As children head back to schools across the country in the coming weeks, many will be facing menu changes in school meals as new significant nutritional standards take effect in the National School Lunch Program for the first time in 15 years. Some districts, like in Tolland, have already made concerted efforts to provide healthier menu selections for students to help combat the rise in childhood obesity.
Schools that have gone one step further by regulating food in vending machines, snack bars and other venues on campus have provided even greater benefit to their students, according to a new study published Monday in Pediatrics. Tracking adolescents over a three-year span in 40 states, a strong association was seen between strong state laws regulating nutrition content of competitive foods and drinks—those sold outside the federal school lunch program—and lower adolescent weight gain.
Obese or overweight fifth graders living in states with strong laws also had a greater chance of reaching a healthy weight by the eighth grade than those living in states with no legislation. The weight gains in states with weak laws were similar to those of students in states with no legislation.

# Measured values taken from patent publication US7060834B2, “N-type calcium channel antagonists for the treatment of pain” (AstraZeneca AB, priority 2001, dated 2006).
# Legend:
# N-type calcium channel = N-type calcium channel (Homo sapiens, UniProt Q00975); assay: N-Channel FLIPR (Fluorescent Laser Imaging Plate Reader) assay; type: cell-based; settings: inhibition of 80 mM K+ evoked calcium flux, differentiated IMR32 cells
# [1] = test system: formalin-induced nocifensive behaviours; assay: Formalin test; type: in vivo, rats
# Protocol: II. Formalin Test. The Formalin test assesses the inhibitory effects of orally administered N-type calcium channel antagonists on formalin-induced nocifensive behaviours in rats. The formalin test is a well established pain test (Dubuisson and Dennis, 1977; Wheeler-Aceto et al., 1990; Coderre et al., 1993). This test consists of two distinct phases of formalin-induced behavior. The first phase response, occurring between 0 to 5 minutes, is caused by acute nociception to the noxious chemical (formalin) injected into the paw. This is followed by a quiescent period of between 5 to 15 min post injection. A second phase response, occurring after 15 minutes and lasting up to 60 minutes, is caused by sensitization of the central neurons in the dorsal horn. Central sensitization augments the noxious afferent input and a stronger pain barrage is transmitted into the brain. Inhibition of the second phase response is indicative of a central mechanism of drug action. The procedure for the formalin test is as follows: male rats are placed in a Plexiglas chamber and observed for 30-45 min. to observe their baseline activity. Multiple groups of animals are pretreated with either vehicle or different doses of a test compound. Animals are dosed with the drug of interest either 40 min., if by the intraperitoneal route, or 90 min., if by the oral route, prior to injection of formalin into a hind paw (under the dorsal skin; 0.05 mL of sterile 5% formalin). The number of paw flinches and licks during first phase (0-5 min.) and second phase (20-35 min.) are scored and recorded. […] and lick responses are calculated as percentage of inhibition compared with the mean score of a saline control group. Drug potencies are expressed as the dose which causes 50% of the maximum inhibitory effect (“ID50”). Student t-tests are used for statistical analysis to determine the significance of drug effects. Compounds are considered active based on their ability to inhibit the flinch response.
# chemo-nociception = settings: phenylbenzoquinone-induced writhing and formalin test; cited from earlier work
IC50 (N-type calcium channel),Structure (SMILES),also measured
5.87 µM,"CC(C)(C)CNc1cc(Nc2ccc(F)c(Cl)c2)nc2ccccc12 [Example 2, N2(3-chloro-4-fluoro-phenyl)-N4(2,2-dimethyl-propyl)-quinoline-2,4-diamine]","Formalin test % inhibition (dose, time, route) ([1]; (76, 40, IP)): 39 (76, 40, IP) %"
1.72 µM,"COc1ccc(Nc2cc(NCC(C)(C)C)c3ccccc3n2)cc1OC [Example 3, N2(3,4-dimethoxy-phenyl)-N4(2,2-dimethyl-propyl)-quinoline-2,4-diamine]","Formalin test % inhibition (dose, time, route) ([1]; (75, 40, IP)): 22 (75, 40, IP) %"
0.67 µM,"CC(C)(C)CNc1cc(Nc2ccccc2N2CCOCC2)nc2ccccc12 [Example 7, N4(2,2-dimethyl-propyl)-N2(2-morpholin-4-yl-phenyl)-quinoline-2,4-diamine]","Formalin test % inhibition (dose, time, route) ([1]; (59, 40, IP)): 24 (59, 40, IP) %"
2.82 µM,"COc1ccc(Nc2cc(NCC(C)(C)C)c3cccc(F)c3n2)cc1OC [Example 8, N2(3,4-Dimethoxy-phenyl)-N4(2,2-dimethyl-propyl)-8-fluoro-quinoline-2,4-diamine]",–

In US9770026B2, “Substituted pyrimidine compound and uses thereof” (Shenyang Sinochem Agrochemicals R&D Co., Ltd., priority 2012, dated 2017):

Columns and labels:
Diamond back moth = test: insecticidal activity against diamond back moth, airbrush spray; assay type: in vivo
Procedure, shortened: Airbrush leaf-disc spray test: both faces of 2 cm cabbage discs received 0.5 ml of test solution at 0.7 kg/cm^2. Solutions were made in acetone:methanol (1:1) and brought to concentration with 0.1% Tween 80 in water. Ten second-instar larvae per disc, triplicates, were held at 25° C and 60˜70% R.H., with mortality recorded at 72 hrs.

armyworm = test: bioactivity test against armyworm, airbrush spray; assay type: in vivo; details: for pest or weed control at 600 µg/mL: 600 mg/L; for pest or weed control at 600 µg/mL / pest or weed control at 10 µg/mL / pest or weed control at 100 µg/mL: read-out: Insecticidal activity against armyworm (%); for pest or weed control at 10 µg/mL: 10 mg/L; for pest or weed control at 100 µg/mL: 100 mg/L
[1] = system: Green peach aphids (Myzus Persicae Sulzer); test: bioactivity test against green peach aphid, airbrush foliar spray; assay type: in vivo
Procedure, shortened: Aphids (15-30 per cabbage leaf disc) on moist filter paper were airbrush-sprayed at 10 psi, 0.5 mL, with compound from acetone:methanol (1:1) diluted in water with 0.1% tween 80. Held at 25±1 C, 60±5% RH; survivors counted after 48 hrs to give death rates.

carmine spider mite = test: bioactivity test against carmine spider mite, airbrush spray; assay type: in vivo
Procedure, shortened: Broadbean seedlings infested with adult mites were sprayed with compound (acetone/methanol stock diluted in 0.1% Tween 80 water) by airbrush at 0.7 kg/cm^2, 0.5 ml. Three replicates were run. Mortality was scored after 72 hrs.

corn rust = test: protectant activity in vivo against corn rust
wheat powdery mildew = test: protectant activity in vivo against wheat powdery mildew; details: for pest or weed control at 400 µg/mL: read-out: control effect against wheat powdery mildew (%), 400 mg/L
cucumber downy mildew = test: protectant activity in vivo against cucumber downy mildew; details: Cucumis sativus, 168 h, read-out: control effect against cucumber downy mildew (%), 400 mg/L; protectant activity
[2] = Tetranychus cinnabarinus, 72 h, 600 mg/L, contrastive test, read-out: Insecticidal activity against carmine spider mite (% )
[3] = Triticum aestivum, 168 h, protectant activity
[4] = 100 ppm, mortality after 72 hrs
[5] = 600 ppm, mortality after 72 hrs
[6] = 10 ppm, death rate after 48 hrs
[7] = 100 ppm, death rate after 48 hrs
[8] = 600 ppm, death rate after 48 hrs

While the effects of food legislation as demonstrated by this study were not enormous, Dr. David Ludwig, an obesity specialist at Harvard Medical School and Boston Children’s Hospital told the Associated Press, “What are the downsides of improving the food environment for children today? You can’t get much worse than it already is.”
With 17 percent of all U.S. children overweight or obese—three times the rate of a generation ago, according to the Centers for Disease Control and Prevention (CDC)—providing healthier school foods is an important step toward curbing childhood obesity. Children consume an estimated 30 to 50 percent of their daily calories during school.
Read more about school food nutrition’s effects on children here.